By Elinor Major
In the fall of 2018, Margot (a WFT veteran) mentioned that the Waterfront Trail in 2019 wasn’t going to be along Lake Ontario’s shores. It was to be along the North channel of Lake Huron! Sault Ste Marie to Sudbury, ‘Cycle the North’! I quickly googled it. My father always said “you have to see the north”. What better way to see the north but on a bike! I was hooked.
December 2018: I was so excited – I had booked my accommodation at the three stops on the route (Bruce Mines, Blind River and Espanola) with my good friends Glenna and Roy and Diane and then we registered for the GWTA in January 2019. Margot’s preference is the tenting option, used by the majority of riders. All five ‘3C’ members are really committed now!
During June and July, with the biking season in full swing, I kept thinking of the 400 km ride up north – I better get out and do some training, and do some really long and hilly rides to train for the WFT ride. Later in July, we got an email about how much gravel there would be. Eee gods…and the kms which would be ridden on busy Hwy 17! Yikes! I was a bit apprehensive – can I do it? Yes, I can and I did!
Day 1 – was a bit wet but it didn’t stop anyone. We cycled past 7 riders dealing with flat tires. Luckily Roy, Diane, Margot, Glenna and I were ok. We cycled by such beautiful scenery, the lake, the shield rock, a farm with buffalo, a Mennonite farm with wagon and horse. The lunch stop was in a community/arena centre in the town of Desbarats. They had a fiddle group playing while we ate lunch! How great was that! Onward we went by shuttle back to St Joseph Island, a huge cycling destination we all wanted to try out. What wasn’t shown on the cycling routes though, were the hills. We got around the island, hills and all and it was lovely, as was the patio at the end of the route at Hilton Beach. We were glad to have a shuttle from there to our first night, in Bruce Bay. The four of us had opted to stay at Bruce Bay cottages rather than the camping option. The cabins were so quaint and the sunrise on the lake in the morning was pristine.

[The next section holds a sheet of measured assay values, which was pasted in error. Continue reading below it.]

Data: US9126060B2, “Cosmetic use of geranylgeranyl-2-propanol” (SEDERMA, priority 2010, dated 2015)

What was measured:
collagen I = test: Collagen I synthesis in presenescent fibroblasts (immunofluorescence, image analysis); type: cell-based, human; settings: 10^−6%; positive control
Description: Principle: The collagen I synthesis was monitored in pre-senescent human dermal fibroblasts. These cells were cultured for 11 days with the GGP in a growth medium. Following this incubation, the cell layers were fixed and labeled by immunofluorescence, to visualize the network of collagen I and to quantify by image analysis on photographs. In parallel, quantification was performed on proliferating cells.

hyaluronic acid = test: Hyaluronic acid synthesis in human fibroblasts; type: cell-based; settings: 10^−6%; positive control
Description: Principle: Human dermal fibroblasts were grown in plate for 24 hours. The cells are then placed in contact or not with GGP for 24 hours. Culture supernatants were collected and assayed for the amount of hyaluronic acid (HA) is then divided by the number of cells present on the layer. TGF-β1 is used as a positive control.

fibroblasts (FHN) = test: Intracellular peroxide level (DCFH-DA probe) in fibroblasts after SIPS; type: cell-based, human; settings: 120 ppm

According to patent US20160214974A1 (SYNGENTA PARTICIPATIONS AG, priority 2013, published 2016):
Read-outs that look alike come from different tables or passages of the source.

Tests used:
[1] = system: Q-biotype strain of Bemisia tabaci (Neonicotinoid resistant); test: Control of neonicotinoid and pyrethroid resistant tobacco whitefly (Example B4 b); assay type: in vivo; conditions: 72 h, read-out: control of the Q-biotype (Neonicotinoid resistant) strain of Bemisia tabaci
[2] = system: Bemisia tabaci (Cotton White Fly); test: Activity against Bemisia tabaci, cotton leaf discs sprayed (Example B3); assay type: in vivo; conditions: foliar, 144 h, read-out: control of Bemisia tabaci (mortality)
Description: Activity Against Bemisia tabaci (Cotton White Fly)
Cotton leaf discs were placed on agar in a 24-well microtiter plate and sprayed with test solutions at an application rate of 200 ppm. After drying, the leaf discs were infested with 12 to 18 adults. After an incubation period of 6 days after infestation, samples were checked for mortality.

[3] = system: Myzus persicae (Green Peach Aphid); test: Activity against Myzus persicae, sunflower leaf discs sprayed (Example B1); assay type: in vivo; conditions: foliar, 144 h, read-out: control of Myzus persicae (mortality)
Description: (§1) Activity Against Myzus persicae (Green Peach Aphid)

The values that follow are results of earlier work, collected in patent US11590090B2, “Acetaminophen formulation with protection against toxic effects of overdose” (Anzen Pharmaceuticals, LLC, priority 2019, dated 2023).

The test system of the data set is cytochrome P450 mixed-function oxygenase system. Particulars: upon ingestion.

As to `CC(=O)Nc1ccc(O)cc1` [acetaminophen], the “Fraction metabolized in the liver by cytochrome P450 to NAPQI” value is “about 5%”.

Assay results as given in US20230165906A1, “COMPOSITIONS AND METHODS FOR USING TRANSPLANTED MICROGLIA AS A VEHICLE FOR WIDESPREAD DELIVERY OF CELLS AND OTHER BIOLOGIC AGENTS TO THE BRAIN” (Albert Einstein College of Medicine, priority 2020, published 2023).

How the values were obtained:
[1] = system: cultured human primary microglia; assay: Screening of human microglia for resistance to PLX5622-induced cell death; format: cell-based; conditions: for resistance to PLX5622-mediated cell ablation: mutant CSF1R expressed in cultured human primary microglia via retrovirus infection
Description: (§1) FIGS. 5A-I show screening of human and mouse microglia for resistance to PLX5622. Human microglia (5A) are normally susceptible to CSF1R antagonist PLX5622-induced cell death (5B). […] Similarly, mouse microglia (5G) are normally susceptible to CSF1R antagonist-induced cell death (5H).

Click here to read the full dispatch
By Bob Astley
The Ride of Silence takes place on the 3rd Wednesday in May. Starting with one ride, in 2003 at White Rock Lake in Dallas Texas,by 2019 it has grown to 335 confirmed rides in 15 Countries around the world. The ride in Oshawa (the 8th) was once again organized by Durham Region Cycling Coalition (DRCC) with Joe Arruda at the forefront.
Normally we would be leaving from City Hall, but because of construction on Athol St. we began at the Northview Community Centre. We did a 10km loop, riding in silence, single file, to remember and honour those cyclists who were killed or injured by motorist in the past. The objective is to bring awareness not to lay blame.
Led by Joe Arruda and a funeral hearse, supplied by Dignity Memorial and an abundance of support from the Durham Regional Police Auxiliary Unit, there can be no doubt that we made a significant and positive impact on many Oshawa Residents. Dozens and dozens of people stopped what they were doing, cutting lawns, driving, cycling, walking, etc. to watch and pay respect as we went by. It was quite the sight as Durham Regional Police in cars and on bicycles, stopped traffic to let a procession of over 50 bicycles go through intersections.
The Clarington Cycling Club, once again, was well represented. Ask many of your fellow riders who participated about their experience, I have heard nothing but positive comments and several commitments to continue to support the Ride of Silence, from which we all benefit.
Consider marking May 20, 2020 on your calendar (if you haven’t already done so) to ensure you do not miss this unique and enlightening experience.
By Elinor Major
I just wanted to say a huge thank you and let you know what a fantastic Bike Clinic the 3C club held this past Saturday. It was awesome. So well organized and well thought out. Nothing was overlooked when it comes to changing a tire or keeping your bike in good working order. I like to think I’m a fairly seasoned rider but attending this clinic showed me I could still learn more and a review was even better. The set-up was great, everyone was able to participate and do their own bike, by changing a tire and a good cleaning of the chain.
Thank you to Roy and Diane, Glenna and Mary, Michael, Nelson and George and to all the others who helped behind the scenes. And a special thank you to the hosts, George and Carol.
It really shows what a great club this is as we strive for safe and better biking.
See you all on the next ride!
Web editor: A three-page handout was provided, and this was followed by a hands-on bike cleaning session lead by Glenna Christensen with help from Art Lee and Mary Perkins.
The Bike Clinic was well attended again this year with 11 members completing the 3 hour clinic. The topics included:
a review of proper bike clothing for comfort and safety.
mechanical inspection of your bike prior to a ride.
Ontario Traffic Act requirements, eg. for lights and bell.
Each Graduate was presented with a certificate created by Bob Astley’s grand-daughter Carly.
3C and Active Transportation – at the Clarington ‘Sport & Leisure Fair’ on March 3, 2019